Private school founder pleads guilty to human trafficking

The government said Mack set up a private school in Charlotte and used it to promise foreign teens they would play at a prominent school with scholarship offers.

Instead, prosecutors said those athletes vanished in the hands of recruiters and basketball coaches. Some reappeared in towns more than 100 miles away and others were missing for months.

[RELATED: Private school founder accused of hiding foreign students pleads not guilty] 

The government said Mack made around $75,000 by hiding 75 foreign student athletes who were in the country illegally.

Mack could face a lot of time in prison by pleading guilty, but as part of her agreement, the deal all but guarantees she won’t be sentenced to anything more than 10 years.

“We’re still probably in the middle phase of the process and we’re looking forward to everything being good for Ms. Mack,” Mack’s attorney said.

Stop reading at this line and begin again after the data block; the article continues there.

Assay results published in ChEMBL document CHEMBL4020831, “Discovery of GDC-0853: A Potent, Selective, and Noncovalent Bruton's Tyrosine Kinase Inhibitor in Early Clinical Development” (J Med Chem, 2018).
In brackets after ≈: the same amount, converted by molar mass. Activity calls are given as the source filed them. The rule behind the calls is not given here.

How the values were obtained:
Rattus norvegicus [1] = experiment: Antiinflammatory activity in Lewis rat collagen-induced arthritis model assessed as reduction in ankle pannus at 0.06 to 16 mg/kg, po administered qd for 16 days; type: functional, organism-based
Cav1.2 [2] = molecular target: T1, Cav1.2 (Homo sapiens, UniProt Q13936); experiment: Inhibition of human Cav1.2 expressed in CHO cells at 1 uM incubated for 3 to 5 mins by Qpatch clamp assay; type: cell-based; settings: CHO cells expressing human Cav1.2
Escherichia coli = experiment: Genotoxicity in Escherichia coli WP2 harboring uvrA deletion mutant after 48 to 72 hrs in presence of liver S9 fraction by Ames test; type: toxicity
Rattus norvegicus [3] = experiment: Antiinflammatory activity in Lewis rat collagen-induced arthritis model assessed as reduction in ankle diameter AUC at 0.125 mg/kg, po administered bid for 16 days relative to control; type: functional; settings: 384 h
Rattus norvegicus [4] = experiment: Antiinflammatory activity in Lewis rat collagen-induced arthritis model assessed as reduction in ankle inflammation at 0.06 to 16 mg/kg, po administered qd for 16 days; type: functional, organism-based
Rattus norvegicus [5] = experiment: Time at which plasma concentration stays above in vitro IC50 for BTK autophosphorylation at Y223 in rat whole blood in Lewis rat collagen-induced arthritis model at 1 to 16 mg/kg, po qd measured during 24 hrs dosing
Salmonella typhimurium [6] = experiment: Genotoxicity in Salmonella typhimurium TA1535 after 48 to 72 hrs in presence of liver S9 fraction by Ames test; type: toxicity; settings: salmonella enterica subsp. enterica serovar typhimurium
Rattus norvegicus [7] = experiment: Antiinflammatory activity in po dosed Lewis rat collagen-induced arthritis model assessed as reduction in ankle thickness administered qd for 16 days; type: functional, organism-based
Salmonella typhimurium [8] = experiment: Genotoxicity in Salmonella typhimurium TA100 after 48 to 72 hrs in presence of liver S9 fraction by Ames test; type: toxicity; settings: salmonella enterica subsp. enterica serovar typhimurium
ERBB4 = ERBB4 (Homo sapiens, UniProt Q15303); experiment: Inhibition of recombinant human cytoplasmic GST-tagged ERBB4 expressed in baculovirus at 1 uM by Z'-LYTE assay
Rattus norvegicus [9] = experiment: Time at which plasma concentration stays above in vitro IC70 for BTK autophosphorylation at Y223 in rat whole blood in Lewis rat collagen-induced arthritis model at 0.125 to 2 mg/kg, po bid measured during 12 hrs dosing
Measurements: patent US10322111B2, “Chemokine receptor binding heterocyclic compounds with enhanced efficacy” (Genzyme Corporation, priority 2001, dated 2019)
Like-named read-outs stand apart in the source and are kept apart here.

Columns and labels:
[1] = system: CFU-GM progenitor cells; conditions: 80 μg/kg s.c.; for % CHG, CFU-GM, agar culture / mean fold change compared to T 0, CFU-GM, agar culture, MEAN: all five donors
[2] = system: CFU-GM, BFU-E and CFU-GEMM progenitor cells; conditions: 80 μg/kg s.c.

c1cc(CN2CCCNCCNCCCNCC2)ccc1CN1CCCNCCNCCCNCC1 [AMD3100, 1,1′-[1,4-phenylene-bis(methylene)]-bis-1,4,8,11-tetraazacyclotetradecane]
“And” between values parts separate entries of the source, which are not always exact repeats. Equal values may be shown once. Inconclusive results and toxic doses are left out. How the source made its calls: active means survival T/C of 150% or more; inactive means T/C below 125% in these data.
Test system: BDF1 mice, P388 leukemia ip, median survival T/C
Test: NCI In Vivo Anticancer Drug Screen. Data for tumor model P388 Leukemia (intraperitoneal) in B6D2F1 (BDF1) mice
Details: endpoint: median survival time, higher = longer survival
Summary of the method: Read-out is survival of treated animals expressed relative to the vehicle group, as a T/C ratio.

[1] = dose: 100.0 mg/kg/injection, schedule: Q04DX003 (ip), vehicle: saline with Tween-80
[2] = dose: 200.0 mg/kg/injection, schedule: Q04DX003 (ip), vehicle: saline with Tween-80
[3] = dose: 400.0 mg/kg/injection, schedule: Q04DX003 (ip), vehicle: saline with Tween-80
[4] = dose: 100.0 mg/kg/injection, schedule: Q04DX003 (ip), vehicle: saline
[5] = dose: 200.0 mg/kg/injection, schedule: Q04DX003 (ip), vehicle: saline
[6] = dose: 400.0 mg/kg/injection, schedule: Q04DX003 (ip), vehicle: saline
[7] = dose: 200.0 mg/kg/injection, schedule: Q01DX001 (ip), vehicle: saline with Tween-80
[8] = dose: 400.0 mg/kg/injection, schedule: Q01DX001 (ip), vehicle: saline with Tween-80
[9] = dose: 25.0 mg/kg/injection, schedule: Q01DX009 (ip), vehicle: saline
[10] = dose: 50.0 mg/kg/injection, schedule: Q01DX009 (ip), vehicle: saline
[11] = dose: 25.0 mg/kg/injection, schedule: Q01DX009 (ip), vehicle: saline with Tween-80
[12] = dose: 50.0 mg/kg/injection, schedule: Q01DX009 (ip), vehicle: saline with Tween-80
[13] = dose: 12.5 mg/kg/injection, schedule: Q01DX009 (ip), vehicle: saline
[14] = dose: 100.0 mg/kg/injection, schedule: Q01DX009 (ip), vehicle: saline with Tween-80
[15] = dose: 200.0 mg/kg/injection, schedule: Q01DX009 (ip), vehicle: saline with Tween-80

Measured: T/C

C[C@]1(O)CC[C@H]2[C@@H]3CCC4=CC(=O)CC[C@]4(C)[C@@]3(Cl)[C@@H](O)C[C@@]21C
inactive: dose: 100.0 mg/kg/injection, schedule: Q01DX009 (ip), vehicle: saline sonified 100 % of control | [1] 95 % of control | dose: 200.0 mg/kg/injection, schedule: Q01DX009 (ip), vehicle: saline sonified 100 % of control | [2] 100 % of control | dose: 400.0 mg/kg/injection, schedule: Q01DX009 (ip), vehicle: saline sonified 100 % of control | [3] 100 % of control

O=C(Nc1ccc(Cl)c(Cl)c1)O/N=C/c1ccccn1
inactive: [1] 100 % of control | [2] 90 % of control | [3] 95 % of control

[RELATED: Charlotte school leader allegedly hid foreign students from Homeland Security]

Prosecutors are still putting together their final recommendations when it comes to Mack’s time in prison and until that’s settled, Mack will stay out of jail on bond.

When Channel 9’s Mark Becker asked if Mack had any remorse for what she had done, she did not answer. Her attorney answered for her.

“Does she have any remorse? Any apologies? All things in their time my friend and this is not that time,” the attorney said.

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